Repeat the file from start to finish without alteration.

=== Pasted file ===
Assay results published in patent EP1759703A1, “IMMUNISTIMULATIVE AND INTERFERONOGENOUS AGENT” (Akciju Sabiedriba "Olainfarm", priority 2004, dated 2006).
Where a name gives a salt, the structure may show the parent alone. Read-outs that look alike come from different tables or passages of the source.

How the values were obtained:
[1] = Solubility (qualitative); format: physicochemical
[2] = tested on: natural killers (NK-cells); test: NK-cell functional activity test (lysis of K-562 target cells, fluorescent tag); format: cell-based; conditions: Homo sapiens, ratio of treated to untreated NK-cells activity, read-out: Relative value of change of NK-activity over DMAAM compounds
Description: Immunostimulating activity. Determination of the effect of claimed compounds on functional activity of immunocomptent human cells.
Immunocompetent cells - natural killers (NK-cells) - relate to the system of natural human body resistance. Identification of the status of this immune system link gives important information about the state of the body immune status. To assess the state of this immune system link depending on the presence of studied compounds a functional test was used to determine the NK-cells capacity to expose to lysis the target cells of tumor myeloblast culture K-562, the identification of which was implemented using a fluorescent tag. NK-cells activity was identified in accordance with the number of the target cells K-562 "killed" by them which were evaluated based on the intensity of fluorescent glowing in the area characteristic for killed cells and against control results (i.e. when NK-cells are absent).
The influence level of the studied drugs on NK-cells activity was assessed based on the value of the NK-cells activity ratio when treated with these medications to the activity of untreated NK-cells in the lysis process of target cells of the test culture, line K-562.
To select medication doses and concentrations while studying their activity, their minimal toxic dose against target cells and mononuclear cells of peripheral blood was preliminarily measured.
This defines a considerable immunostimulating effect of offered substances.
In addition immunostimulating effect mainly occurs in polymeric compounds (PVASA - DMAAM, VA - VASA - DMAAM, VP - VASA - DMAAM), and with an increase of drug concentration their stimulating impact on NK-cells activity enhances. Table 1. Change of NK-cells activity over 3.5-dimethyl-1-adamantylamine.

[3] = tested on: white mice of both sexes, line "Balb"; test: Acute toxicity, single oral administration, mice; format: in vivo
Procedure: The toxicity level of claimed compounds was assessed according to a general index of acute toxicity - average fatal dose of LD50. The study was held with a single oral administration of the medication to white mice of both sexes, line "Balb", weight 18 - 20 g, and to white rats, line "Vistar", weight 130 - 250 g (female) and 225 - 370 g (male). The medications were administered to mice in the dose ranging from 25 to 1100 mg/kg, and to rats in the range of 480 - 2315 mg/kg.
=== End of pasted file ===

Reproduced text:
Assay results published in patent EP1759703A1, “IMMUNISTIMULATIVE AND INTERFERONOGENOUS AGENT” (Akciju Sabiedriba "Olainfarm", priority 2004, dated 2006).
Where a name gives a salt, the structure may show the parent alone. Read-outs that look alike come from different tables or passages of the source.

How the values were obtained:
[1] = Solubility (qualitative); format: physicochemical
[2] = tested on: natural killers (NK-cells); test: NK-cell functional activity test (lysis of K-562 target cells, fluorescent tag); format: cell-based; conditions: Homo sapiens, ratio of treated to untreated NK-cells activity, read-out: Relative value of change of NK-activity over DMAAM compounds
Description: Immunostimulating activity. Determination of the effect of claimed compounds on functional activity of immunocomptent human cells.
Immunocompetent cells - natural killers (NK-cells) - relate to the system of natural human body resistance. Identification of the status of this immune system link gives important information about the state of the body immune status. To assess the state of this immune system link depending on the presence of studied compounds a functional test was used to determine the NK-cells capacity to expose to lysis the target cells of tumor myeloblast culture K-562, the identification of which was implemented using a fluorescent tag. NK-cells activity was identified in accordance with the number of the target cells K-562 "killed" by them which were evaluated based on the intensity of fluorescent glowing in the area characteristic for killed cells and against control results (i.e. when NK-cells are absent).
The influence level of the studied drugs on NK-cells activity was assessed based on the value of the NK-cells activity ratio when treated with these medications to the activity of untreated NK-cells in the lysis process of target cells of the test culture, line K-562.
To select medication doses and concentrations while studying their activity, their minimal toxic dose against target cells and mononuclear cells of peripheral blood was preliminarily measured.
This defines a considerable immunostimulating effect of offered substances.
In addition immunostimulating effect mainly occurs in polymeric compounds (PVASA - DMAAM, VA - VASA - DMAAM, VP - VASA - DMAAM), and with an increase of drug concentration their stimulating impact on NK-cells activity enhances. Table 1. Change of NK-cells activity over 3.5-dimethyl-1-adamantylamine.

[3] = tested on: white mice of both sexes, line "Balb"; test: Acute toxicity, single oral administration, mice; format: in vivo
Procedure: The toxicity level of claimed compounds was assessed according to a general index of acute toxicity - average fatal dose of LD50. The study was held with a single oral administration of the medication to white mice of both sexes, line "Balb", weight 18 - 20 g, and to white rats, line "Vistar", weight 130 - 250 g (female) and 225 - 370 g (male). The medications were administered to mice in the dose ranging from 25 to 1100 mg/kg, and to rats in the range of 480 - 2315 mg/kg.